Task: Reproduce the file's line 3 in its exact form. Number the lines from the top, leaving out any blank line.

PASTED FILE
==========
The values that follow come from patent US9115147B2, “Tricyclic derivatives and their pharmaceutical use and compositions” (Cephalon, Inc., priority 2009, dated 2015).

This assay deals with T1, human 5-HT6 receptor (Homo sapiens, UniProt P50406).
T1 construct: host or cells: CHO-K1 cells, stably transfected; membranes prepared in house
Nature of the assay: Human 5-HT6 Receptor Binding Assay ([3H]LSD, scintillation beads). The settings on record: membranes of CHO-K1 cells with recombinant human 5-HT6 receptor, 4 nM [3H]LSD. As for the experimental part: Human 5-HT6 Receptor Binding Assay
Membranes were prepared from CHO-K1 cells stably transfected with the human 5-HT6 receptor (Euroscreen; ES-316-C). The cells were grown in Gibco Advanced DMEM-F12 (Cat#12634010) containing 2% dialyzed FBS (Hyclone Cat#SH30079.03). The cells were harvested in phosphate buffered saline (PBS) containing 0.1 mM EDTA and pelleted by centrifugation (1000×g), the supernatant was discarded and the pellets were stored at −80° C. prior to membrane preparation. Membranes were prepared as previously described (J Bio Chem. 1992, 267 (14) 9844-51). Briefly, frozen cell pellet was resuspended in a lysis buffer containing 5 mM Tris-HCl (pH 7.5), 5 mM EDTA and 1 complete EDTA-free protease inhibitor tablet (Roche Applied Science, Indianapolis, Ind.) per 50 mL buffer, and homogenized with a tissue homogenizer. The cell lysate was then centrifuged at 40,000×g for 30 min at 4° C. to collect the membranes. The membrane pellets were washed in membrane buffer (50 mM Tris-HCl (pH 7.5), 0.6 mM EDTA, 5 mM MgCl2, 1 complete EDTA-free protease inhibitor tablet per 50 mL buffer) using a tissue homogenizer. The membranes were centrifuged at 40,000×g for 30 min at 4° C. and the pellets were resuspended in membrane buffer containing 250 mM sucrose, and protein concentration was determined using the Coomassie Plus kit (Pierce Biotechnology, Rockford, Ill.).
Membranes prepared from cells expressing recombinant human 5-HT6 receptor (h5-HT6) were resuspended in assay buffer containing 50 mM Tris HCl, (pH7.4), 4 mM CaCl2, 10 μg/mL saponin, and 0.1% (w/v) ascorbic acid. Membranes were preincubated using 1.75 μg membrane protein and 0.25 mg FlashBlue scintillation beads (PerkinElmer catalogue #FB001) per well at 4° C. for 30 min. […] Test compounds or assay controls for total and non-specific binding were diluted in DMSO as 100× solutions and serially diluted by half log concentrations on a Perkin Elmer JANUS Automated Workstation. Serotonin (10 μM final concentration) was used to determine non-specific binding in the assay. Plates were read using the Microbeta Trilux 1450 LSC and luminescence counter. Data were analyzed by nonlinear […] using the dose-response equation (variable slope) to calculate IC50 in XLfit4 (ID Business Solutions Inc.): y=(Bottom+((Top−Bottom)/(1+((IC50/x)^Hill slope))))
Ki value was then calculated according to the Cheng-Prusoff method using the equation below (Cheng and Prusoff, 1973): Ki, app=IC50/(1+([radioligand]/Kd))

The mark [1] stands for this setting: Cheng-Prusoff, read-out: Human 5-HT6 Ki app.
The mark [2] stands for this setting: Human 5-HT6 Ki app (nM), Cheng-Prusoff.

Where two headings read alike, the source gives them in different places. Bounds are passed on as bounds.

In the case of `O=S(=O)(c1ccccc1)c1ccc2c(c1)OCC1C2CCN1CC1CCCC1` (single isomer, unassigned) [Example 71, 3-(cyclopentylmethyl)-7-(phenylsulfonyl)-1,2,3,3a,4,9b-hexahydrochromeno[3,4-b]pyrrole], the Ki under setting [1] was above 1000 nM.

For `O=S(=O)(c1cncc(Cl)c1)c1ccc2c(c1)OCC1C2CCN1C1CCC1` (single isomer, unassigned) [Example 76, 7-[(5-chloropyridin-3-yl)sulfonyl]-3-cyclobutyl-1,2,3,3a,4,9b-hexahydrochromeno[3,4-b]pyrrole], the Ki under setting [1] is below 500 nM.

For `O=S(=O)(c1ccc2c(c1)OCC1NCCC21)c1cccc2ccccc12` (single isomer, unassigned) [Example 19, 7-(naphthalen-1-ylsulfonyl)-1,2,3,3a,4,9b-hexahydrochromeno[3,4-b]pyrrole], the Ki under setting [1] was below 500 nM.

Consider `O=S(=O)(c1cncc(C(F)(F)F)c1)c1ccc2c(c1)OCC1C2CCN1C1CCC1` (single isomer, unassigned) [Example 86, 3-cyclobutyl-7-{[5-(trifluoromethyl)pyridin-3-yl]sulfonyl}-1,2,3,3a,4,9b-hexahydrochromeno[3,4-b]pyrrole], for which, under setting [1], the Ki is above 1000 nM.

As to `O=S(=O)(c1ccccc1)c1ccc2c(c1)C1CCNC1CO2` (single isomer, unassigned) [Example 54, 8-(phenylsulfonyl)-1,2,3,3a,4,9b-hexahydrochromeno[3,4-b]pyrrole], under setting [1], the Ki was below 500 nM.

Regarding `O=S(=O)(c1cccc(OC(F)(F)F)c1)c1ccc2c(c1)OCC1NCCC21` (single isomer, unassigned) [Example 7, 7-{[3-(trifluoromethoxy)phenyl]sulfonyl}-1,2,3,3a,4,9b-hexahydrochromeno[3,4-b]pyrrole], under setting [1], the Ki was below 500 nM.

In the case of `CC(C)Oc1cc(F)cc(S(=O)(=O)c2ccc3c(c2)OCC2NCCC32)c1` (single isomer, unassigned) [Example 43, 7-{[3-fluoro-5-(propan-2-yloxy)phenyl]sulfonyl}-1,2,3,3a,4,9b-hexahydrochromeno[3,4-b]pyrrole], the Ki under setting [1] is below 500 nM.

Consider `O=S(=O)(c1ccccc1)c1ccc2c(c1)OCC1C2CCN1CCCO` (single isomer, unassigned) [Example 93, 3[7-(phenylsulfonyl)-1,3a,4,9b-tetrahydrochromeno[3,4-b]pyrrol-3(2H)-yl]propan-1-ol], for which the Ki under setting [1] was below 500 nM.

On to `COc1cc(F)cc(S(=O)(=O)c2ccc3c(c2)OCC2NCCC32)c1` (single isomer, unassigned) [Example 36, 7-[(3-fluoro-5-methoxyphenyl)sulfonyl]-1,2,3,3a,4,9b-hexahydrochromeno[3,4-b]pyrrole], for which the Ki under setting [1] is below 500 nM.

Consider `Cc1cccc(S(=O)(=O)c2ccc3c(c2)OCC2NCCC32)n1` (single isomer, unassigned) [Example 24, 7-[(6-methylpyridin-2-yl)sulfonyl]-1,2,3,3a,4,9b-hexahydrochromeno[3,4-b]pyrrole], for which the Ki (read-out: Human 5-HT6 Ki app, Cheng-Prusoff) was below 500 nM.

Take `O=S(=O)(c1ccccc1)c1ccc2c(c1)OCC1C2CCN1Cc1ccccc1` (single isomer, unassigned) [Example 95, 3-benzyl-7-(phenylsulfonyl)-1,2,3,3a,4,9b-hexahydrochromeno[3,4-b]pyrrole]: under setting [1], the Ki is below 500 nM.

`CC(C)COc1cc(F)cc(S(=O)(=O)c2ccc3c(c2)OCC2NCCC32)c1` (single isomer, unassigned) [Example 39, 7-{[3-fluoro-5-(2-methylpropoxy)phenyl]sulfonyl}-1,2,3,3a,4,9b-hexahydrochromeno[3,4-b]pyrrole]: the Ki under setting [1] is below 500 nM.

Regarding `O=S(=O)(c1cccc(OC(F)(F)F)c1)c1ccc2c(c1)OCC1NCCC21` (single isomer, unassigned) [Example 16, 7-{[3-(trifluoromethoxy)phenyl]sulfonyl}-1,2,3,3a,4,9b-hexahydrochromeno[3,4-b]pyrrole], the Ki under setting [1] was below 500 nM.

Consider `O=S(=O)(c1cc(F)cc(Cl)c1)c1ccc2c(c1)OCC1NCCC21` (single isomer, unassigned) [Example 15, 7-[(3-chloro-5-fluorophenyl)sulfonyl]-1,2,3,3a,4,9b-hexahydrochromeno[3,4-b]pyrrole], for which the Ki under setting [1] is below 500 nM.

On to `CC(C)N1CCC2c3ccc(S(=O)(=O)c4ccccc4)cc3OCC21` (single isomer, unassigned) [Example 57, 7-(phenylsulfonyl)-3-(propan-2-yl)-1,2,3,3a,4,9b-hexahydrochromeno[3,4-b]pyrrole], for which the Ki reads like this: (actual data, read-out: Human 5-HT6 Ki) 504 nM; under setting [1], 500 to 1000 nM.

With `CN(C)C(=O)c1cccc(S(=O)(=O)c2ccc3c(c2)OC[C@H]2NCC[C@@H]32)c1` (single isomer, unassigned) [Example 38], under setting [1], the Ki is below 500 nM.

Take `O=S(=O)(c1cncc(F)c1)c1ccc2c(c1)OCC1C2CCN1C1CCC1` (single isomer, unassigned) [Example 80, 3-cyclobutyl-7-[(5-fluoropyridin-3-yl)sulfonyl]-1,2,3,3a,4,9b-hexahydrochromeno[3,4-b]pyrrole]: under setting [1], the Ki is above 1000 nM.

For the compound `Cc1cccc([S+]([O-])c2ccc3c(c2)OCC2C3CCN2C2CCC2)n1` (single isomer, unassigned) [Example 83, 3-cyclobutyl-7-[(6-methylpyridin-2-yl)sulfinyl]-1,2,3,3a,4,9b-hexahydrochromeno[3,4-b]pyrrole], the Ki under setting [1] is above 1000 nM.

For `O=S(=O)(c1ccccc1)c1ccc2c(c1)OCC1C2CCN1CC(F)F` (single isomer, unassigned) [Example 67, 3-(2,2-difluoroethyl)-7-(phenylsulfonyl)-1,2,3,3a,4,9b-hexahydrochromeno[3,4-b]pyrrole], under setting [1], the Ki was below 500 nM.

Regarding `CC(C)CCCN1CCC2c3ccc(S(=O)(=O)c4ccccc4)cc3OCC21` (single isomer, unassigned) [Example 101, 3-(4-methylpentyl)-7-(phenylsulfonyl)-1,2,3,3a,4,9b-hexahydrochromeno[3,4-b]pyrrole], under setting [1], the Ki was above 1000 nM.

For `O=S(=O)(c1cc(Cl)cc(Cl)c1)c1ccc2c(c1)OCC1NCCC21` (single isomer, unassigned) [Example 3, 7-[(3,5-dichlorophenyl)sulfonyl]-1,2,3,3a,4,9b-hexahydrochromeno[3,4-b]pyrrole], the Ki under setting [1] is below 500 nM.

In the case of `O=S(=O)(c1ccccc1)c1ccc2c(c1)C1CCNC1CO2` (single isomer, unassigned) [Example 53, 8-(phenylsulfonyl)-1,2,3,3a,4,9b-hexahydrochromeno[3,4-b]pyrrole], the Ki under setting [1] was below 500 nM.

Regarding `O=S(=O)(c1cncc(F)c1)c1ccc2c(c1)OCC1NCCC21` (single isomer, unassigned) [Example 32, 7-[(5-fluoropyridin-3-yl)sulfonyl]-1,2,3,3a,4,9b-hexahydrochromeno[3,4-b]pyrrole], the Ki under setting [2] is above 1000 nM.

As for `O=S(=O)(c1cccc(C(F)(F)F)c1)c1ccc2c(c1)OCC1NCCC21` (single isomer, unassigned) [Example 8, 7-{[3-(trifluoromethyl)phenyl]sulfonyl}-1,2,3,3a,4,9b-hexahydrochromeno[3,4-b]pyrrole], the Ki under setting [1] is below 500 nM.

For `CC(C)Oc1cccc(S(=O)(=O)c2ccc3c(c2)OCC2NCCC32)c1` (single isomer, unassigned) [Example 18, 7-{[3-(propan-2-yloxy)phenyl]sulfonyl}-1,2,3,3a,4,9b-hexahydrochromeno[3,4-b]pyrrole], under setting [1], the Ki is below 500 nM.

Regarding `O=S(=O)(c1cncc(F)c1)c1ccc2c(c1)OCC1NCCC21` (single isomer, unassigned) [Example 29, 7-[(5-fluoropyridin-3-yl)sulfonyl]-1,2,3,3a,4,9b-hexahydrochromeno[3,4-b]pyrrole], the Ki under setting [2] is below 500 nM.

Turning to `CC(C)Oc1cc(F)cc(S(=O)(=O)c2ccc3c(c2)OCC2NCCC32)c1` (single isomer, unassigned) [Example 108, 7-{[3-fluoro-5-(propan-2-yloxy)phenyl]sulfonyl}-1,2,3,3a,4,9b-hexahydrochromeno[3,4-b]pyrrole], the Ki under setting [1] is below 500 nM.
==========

T1 construct: host or cells: CHO-K1 cells, stably transfected; membranes prepared in house